That day, if the Sardarji uncle had not come to my aid… I shudder to think of what would have happened to me. I believe that every street, every area in our country is filled with people like Sardarji Uncle. And I only hope that every girl in trouble can get connected to these people in her surroundings.

Recently, I came across an initiative called #SAFE, a pan-India initiative driven by Social Cops (www.socialcops.org), a technology social enterprise focused on harnessing the power of citizens & communities to solve real-life problems. SAFE is crowd sourcing Community Watchers — people who have the passion enough to not just talk about women’s safety, but actually step up and take responsibility of making women around them feel safer.

The Call to Action Is Simple… If you want SAFE to come to your neighbourhood and have the courage to step up as a Community Watcher: Voice yourself on the SAFE Map here

Featured Photo Credit: jodigreen via Compfight cc

You must be to comment.
  1. Anurag Rathord

    Really heart touching incident Ms. Shivani. As you know this is the life. If there are bad guys then there are also good souls to help someone and this is very sensitive issue too. Just become self reliant so that in future you can face these challenges on your own. Good Luck

    1. Shivani

      That’s true. There are good samaritans around too.

      I ran home all the way in heels, something which I thought I was not capable of doing till then. That probably means I was capable of handling the situation myself though I wasn’t aware of it. But sometimes, being self reliant is not sufficient. Social Cops : SAFE initiative is one such call to all the good souls to stand up and volunteer to help women in situations like mine, where we could put up a braver face and fight the bad guys 🙂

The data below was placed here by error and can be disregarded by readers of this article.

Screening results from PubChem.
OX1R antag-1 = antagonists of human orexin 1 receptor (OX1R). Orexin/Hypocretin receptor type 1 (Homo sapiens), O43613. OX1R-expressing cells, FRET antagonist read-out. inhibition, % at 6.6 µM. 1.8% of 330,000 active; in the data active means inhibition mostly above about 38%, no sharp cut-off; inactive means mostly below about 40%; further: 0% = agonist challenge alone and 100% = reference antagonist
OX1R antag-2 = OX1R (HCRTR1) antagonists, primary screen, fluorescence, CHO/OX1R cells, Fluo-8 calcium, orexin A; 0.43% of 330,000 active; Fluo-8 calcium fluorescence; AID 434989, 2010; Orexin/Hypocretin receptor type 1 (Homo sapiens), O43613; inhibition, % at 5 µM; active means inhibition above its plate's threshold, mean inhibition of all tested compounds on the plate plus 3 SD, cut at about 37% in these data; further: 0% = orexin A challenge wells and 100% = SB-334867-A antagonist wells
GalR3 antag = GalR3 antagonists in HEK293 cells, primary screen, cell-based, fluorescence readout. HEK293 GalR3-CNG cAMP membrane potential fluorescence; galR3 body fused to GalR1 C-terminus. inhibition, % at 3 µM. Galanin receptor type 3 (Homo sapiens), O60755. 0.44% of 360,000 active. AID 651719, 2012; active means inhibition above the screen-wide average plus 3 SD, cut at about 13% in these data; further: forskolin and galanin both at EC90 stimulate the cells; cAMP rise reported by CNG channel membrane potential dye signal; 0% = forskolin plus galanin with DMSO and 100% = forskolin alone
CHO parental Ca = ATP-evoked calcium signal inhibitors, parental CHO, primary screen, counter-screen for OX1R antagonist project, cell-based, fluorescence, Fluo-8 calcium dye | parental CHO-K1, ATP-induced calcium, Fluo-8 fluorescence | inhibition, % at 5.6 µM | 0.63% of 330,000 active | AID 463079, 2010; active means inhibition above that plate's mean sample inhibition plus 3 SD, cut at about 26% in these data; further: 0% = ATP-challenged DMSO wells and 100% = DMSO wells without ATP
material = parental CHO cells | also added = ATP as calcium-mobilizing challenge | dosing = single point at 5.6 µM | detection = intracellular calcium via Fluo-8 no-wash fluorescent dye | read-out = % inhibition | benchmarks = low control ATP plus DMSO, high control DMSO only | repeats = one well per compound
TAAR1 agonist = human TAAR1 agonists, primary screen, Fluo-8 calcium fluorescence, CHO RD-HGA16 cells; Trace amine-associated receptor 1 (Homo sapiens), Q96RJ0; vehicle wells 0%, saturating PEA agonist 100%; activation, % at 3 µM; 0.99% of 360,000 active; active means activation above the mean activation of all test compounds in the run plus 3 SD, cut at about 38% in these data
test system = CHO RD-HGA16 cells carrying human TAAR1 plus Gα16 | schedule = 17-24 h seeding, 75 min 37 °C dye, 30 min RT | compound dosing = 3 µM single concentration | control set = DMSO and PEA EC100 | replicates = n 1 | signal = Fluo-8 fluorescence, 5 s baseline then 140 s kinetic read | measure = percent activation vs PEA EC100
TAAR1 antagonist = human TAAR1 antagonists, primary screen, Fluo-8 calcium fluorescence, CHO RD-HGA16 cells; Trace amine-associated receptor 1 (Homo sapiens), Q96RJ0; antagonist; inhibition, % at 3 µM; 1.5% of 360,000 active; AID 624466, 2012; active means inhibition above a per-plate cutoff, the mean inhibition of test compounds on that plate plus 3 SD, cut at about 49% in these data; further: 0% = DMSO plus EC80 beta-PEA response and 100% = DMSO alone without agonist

2. Anurag Rathord

      Perfectly true & you have a nice understanding……….May God bless u………………………..

  2. Shivani

    That’s true. There are good samaritans around too.

    I ran home all the way in heels, something which I thought I was not capable of doing till then. That probably means I was capable of handling the situation myself though I wasn’t aware of it. But sometimes, being self reliant is not sufficient. Social Cops : SAFE initiative is one such call to all the good souls to stand up and volunteer to help women in situations like mine, where we could put up a braver face and fight the bad guys 🙂

More from Youth Ki Awaaz

Similar Posts

By Imran Khan

By Ritwik Trivedi

By Jenne Maxwell

Wondering what to write about?

Here are some topics to get you started

Share your details to download the report.









We promise not to spam or send irrelevant information.

Share your details to download the report.









We promise not to spam or send irrelevant information.